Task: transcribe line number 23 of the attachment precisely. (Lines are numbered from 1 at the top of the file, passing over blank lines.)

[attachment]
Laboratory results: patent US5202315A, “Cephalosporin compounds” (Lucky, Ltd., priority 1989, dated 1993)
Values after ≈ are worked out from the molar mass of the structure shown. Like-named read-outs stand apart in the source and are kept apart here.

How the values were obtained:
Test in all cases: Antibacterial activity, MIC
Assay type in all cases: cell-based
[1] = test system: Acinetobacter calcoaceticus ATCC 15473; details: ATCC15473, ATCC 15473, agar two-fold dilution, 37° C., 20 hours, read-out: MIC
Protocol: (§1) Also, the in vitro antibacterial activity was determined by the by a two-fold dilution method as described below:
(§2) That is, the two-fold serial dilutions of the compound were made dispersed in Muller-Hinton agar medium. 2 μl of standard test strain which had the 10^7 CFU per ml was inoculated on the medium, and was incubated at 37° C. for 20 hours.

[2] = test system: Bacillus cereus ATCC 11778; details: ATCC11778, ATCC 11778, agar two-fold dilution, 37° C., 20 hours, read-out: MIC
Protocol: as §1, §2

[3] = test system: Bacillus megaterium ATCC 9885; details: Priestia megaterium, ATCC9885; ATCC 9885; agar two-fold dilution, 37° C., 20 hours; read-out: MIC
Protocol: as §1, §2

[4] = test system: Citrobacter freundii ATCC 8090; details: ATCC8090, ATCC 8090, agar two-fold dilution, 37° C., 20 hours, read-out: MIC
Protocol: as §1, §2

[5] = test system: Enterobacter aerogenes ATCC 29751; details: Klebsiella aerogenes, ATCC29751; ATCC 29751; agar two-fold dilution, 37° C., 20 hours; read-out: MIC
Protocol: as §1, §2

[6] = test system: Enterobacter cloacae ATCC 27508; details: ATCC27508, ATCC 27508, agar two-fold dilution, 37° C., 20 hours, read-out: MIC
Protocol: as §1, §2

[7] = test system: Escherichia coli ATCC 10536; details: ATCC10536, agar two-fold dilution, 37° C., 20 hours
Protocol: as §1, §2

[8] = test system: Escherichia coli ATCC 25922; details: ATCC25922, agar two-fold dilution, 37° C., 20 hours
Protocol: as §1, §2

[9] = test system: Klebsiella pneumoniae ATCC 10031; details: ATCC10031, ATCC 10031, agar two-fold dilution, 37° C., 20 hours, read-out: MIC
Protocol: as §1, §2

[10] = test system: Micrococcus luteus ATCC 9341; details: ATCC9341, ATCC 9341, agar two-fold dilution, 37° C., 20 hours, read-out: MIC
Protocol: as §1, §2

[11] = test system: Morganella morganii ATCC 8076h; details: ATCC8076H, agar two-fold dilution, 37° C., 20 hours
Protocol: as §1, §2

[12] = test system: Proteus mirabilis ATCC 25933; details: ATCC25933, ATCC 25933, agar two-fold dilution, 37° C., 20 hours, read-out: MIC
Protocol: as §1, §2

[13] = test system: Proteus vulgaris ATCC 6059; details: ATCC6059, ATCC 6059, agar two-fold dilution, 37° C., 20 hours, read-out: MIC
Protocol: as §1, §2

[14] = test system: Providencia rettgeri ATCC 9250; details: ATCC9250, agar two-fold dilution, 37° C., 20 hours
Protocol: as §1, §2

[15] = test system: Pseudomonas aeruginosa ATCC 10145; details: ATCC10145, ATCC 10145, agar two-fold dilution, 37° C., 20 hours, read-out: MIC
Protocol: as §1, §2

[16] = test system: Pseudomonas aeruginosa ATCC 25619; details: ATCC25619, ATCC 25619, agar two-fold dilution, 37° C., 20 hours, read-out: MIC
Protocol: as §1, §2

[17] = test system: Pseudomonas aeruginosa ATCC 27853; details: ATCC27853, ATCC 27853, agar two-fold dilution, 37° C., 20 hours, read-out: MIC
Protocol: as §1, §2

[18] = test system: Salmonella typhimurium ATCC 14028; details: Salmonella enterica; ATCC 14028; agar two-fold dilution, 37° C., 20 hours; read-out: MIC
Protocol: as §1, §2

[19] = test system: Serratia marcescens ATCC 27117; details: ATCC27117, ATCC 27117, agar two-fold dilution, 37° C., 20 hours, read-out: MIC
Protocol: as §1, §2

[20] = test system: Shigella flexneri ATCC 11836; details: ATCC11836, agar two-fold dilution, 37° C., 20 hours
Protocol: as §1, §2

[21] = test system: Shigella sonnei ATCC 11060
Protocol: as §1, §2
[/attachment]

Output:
[9] = test system: Klebsiella pneumoniae ATCC 10031; details: ATCC10031, ATCC 10031, agar two-fold dilution, 37° C., 20 hours, read-out: MIC